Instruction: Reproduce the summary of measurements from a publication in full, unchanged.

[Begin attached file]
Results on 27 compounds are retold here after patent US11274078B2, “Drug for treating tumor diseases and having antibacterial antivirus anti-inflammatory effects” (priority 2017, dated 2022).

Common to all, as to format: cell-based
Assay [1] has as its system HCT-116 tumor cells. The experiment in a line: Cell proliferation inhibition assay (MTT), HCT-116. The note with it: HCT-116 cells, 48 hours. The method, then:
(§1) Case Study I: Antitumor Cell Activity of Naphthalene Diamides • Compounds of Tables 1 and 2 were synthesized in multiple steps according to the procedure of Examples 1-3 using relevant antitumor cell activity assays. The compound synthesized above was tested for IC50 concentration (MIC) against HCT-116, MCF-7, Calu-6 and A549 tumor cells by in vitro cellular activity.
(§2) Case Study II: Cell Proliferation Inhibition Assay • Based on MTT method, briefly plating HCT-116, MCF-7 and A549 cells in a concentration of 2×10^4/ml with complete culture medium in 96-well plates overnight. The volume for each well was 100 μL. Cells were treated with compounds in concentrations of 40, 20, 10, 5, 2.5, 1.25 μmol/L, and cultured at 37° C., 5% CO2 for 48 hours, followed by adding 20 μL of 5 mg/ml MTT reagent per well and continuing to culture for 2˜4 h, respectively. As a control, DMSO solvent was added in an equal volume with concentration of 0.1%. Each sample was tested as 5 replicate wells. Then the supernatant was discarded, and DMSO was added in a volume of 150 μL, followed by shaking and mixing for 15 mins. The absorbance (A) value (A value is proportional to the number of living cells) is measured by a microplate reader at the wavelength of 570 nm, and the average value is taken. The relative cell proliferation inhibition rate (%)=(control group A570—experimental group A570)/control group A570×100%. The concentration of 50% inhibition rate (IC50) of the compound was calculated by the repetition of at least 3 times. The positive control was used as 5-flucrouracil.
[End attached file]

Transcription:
Results on 27 compounds are retold here after patent US11274078B2, “Drug for treating tumor diseases and having antibacterial antivirus anti-inflammatory effects” (priority 2017, dated 2022).

Common to all, as to format: cell-based
Assay [1] has as its system HCT-116 tumor cells. The experiment in a line: Cell proliferation inhibition assay (MTT), HCT-116. The note with it: HCT-116 cells, 48 hours. The method, then:
(§1) Case Study I: Antitumor Cell Activity of Naphthalene Diamides • Compounds of Tables 1 and 2 were synthesized in multiple steps according to the procedure of Examples 1-3 using relevant antitumor cell activity assays. The compound synthesized above was tested for IC50 concentration (MIC) against HCT-116, MCF-7, Calu-6 and A549 tumor cells by in vitro cellular activity.
(§2) Case Study II: Cell Proliferation Inhibition Assay • Based on MTT method, briefly plating HCT-116, MCF-7 and A549 cells in a concentration of 2×10^4/ml with complete culture medium in 96-well plates overnight. The volume for each well was 100 μL. Cells were treated with compounds in concentrations of 40, 20, 10, 5, 2.5, 1.25 μmol/L, and cultured at 37° C., 5% CO2 for 48 hours, followed by adding 20 μL of 5 mg/ml MTT reagent per well and continuing to culture for 2˜4 h, respectively. As a control, DMSO solvent was added in an equal volume with concentration of 0.1%. Each sample was tested as 5 replicate wells. Then the supernatant was discarded, and DMSO was added in a volume of 150 μL, followed by shaking and mixing for 15 mins. The absorbance (A) value (A value is proportional to the number of living cells) is measured by a microplate reader at the wavelength of 570 nm, and the average value is taken. The relative cell proliferation inhibition rate (%)=(control group A570—experimental group A570)/control group A570×100%. The concentration of 50% inhibition rate (IC50) of the compound was calculated by the repetition of at least 3 times. The positive control was used as 5-flucrouracil.